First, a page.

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Cutting non-ferrous metals with jump shear


#1

Hi All,

We have a nifty older but newly sharpened jump shear at my new mega
studio. I have a question that I know many of you will have the
answer.

Our shear says it can cut up to 12 ga mild steel.

For non-ferrous metals, silver, brass, copper, what is the maximum
width and gauge that it should cut. Our is bending the metal, which
says to me that the blades are out of alignment. If this is not the
case, can you help diagnose it?

Also, these blades seem to cut more like scissors and less like a
jump shear guillotine style. I’m assuming it should be more like a
guillotine, correct?

BTW, the new studio is awesome. My next door neighbor just build a
complete CNC machine out of MDF, bolts, chain drive, hooked it up to
a computer with cad and made a custom vacuum system for the dust. He
is 22. Cool.

Karen
www.cleverwerx.com


#2

If it is set up for 12 ga steel then the gap between the blades may
be too wide. Shears ideally need to have a gap appropriate to the
metal thickness and type they are cutting. Often on a jump shear this
is set for some average thickness to allow for a variety of metal
thickness and type. But 12 ga is pretty thick for a jump shear and to
keep it from binding up the gap is probably too wide for non ferrous
metals. And all jump shears I have seen an angled upper blades to
reduce the force needed to cut the metal. With a capacity of 12 ga
steel I would be surprised to not see a greater angle than more
typical jump shears. If you have someone who has experience adjusting
these type of shears it should not be too big a deal to adjust the
gap. If you don’t know what you are doing however you can ruin the
cutting edges in one pass of the blades.

Jim

James Binnion
James Binnion Metal Arts


#3

Karen,

It does sound like the shear’s blade is misaligned. Generally, people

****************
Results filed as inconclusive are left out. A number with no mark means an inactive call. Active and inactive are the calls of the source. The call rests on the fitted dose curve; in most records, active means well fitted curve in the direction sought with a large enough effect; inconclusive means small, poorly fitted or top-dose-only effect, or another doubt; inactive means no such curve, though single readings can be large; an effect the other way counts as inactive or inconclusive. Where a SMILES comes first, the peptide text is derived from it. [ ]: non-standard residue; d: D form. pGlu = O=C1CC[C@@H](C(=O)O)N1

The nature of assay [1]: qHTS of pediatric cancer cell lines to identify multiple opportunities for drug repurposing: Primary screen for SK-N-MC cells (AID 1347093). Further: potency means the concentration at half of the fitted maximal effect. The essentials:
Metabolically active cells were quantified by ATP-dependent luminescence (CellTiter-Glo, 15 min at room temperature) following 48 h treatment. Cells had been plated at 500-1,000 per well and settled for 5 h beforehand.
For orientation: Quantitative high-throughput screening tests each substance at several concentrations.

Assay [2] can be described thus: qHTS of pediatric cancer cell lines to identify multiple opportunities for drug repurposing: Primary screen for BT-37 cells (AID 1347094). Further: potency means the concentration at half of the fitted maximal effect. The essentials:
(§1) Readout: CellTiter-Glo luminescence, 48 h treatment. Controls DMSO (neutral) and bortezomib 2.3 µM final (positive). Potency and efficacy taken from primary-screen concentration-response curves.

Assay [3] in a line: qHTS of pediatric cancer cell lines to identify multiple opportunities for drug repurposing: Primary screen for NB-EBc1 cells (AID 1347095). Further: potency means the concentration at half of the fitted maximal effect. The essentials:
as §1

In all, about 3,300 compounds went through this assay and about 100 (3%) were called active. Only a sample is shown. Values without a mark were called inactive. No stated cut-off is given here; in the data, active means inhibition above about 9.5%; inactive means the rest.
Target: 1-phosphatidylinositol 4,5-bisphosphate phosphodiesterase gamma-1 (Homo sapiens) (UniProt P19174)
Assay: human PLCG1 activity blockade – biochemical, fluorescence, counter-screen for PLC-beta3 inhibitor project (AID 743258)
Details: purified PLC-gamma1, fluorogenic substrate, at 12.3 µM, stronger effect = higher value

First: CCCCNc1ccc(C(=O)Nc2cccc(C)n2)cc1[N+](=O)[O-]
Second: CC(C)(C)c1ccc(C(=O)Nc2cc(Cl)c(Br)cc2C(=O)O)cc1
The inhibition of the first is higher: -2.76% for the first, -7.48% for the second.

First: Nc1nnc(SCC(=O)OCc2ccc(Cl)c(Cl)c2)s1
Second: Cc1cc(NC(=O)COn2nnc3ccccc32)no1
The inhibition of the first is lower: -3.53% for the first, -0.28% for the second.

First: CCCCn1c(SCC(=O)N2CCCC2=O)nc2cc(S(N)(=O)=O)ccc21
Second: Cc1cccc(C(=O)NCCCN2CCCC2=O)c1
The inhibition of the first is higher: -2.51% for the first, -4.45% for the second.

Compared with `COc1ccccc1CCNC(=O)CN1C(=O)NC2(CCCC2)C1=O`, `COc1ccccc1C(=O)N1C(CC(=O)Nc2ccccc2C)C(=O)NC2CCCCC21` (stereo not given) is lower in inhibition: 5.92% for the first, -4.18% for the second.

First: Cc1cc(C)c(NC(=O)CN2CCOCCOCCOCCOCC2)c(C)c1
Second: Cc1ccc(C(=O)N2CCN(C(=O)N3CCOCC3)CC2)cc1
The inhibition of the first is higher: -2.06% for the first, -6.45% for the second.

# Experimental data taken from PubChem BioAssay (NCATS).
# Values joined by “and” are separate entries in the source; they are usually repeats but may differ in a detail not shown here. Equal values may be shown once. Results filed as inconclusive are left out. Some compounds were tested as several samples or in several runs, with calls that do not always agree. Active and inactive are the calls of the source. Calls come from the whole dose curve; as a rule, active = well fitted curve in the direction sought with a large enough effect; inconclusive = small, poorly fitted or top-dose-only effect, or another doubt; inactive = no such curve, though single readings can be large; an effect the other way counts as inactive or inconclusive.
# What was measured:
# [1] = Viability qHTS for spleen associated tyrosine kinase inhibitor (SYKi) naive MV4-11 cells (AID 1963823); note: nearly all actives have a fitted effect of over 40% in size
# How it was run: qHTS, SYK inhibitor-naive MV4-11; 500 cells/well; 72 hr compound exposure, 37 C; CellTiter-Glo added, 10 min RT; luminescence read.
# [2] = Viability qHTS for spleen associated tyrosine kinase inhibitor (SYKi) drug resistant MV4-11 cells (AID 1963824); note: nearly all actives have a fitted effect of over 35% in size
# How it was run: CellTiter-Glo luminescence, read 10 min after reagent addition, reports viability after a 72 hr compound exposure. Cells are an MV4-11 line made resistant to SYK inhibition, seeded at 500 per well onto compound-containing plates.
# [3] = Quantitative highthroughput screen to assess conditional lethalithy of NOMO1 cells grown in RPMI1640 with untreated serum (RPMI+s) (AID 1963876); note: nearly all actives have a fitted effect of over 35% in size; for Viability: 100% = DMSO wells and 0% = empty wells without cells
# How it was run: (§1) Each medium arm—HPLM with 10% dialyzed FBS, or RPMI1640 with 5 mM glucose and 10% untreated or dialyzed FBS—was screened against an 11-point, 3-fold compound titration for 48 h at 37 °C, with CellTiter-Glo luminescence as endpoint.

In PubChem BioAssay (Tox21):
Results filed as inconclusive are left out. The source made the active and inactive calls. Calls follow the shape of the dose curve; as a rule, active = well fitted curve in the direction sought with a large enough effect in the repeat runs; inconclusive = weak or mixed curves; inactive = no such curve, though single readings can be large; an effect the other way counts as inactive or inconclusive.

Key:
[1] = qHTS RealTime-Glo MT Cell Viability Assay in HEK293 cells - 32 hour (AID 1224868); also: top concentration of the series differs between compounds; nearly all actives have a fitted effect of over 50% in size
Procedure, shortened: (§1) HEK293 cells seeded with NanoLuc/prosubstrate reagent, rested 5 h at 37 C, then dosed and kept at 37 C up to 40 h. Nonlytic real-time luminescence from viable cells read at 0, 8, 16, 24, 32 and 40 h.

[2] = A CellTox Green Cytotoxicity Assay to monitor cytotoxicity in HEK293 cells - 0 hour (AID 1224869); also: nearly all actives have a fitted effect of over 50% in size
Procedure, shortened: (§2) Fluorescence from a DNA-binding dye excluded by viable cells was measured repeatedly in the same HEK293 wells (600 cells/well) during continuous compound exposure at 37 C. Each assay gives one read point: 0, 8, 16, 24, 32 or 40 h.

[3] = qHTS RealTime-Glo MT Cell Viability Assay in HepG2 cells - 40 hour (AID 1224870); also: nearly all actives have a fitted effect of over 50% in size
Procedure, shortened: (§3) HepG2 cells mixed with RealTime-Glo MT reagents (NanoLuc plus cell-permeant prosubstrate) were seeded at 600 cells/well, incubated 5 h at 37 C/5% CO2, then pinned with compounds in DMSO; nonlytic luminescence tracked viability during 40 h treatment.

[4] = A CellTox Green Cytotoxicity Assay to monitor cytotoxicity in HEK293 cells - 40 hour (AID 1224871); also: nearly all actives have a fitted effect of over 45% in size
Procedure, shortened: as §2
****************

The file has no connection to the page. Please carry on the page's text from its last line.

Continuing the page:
don’t use a lot of thin ‘jewelry’ metal with them, so the tolerance
between the cutting edges is set with a little slop. Two piece die
sets are also engineered with slop (which would never do in my world
of tight-fitting pancake dies (yes, the entire universe does in fact
revolve around pancake dies (^;)). The big warehouses I send people
to for copper sheet are notorious for loose shears and edges with
nasty burrs.

I would get that alignment tuned in and see how it behaves. The
thinner you want to cut, the tighter and more even it will need to
be. Some brass and nickel siver is very uncooperative in the thinner
gages unless the shear is tip-top. It’s surely ok to exceed it’s
stated capacity with metals softer than mild steel, but if you ever
need to cut some 10ga 14k , that could be a problem.

Another issue might be the hold-down device. Is there a spring-loaded
bar going across in front of the blade, that presses down on the
stock when you stomp?. Those are nice but get in the way when working
with small pieces.

If there isn’t one, or it’s not working, that would contribute to
metal bending.

I don’t quite get what you mean about scissors vs. guillotine, so
I’m leaving that alone.

Good luck with it (and the rest).
Dar
sheltech.net (work)